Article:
Community program will help parents deal with children's school difficulties Clearinghouse offers assistance

October 26, 1993|By Jody Roesler | Jody Roesler,Contributing writer

Jacquie Cowan has seen plenty: kids who ran out of the classroom screaming, who hid under their desks, who simply weren't prepared to learn. And she's seen parents who have no idea where to turn for help.

Which is why she's so excited about the "community center" program beginning this year at Odenton Elementary. One of four such initiatives financed through a $350,000 Ford Foundation grant, the center is designed as something of a clearinghouse for parents whose children are having difficulty at school, or who simply want to become more involved in their children's education.

"I don't solve a family's problems," said Ms. Cowan, director of Odenton's Family Development Community. "I get people together to look at how to solve them."

Western Anne Arundel County, she said, has a great need for someone to connect parents with such community resources as churches, businesses and child-care.

Problems with young children sparked the idea for the centers, which also have been opened in Baltimore City and Baltimore and St. Mary's counties.

"I've heard of kids with separation anxiety screaming bloody murder, kids biting and kicking other kids and kids running out of the room in the middle of class," Ms. Cowan said. "The feeling is that children don't come to class prepared to learn. Teachers say they are spending more time teaching young kids values and social skills than they should be, and businesses feel that they are not receiving employees with employable skills."

She hopes to use those businesses and teachers to help parents. The effort started with last month's School Readiness Fair, a survey for parents and the current Effective Parenting Workshop.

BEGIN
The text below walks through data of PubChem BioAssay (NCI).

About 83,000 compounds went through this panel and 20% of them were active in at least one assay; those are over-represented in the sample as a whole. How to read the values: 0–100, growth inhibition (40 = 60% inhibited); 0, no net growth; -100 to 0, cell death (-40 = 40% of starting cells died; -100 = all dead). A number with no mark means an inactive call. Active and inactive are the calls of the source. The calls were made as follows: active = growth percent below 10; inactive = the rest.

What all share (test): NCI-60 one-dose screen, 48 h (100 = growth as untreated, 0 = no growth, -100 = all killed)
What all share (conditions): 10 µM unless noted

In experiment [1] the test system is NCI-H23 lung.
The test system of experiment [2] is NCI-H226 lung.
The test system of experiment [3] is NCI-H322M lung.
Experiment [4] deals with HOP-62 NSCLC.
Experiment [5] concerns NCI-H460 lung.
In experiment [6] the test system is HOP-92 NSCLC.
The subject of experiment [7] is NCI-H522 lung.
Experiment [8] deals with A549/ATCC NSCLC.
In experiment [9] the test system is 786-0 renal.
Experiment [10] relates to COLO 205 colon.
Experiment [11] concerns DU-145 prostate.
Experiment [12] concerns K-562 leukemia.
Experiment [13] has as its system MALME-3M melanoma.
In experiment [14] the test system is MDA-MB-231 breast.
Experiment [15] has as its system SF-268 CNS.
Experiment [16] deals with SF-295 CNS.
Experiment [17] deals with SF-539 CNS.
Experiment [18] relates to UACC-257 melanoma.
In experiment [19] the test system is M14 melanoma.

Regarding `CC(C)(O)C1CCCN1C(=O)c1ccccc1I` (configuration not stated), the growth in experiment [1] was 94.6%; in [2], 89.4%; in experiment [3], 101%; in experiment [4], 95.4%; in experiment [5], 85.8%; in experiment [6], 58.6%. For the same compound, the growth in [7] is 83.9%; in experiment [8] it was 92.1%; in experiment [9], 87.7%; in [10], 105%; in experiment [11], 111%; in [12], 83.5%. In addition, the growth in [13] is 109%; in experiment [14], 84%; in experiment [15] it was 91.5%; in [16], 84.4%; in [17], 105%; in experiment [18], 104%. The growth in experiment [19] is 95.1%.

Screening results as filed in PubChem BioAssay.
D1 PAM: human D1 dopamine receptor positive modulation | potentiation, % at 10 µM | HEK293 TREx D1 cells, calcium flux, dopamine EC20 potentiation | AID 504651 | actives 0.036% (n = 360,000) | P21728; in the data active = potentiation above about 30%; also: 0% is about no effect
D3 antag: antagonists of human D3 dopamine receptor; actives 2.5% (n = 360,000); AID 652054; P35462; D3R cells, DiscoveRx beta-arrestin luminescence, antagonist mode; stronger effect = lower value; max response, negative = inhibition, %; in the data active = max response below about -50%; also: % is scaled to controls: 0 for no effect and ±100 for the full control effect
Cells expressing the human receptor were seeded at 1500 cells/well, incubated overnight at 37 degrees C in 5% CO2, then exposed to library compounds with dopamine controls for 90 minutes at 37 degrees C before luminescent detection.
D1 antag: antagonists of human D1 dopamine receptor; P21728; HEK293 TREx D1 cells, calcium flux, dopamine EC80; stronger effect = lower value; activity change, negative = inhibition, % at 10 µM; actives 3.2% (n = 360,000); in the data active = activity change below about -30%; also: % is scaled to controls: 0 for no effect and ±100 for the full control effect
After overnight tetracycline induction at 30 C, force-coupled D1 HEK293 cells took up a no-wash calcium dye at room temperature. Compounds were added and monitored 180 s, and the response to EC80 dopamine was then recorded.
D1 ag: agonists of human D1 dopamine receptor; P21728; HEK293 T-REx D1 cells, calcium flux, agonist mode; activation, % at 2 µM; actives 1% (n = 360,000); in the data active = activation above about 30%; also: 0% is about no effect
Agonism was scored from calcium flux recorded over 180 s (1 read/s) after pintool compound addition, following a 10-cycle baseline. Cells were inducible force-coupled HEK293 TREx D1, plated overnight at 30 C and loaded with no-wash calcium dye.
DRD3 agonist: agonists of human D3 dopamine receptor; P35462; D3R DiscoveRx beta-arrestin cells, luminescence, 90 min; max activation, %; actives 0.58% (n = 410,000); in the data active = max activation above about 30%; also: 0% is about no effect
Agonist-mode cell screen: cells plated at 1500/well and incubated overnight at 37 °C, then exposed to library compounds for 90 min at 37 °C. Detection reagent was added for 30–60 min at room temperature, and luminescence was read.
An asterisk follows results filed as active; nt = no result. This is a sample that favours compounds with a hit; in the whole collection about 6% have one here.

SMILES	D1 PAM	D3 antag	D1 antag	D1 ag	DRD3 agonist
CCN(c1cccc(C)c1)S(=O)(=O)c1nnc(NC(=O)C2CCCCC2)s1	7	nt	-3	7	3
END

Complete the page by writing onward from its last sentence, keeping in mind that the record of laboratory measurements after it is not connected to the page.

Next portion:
At the fair, "guidance counselors spoke on encouragement and children's behavior, gym teachers showed parents aerobic workouts they could do with their kids, the school library told parents how to read to their children, and Planned Parenthood talked about how to encourage and answer kids' questions about sex," she said. "It was the epitome of what the program is about."

Almost 150 families attended the fair. Local businesses picked up the $2,500 price tag. "It didn't cost my budget one penny," Ms. Cowan said.

The fair kicked off the program, but the survey will fuel it, once Ms. Cowan tallies the results. "Right now, it looks like child care, the problems of single parents and the lack of public transportation head the list of problems," she said.

The center is sponsoring Effective Parenting Workshops from 6:30 p.m. to 7:30 p.m. Thursdays through Dec. 9. "This week's topic is understanding children's behavior, an overall introduction to the subject," she said.

Ms. Cowan would like to set up an information center in the school's library, where parents can research any problem they have with their kids. She hopes to get businesses to buy the materials. "If we have to, we'll start with only five books and expand from there," she said.

She would also like counselors there to answer parents' questions. She'd prefer volunteers, but would try convincing a local business to serve as sponsor.

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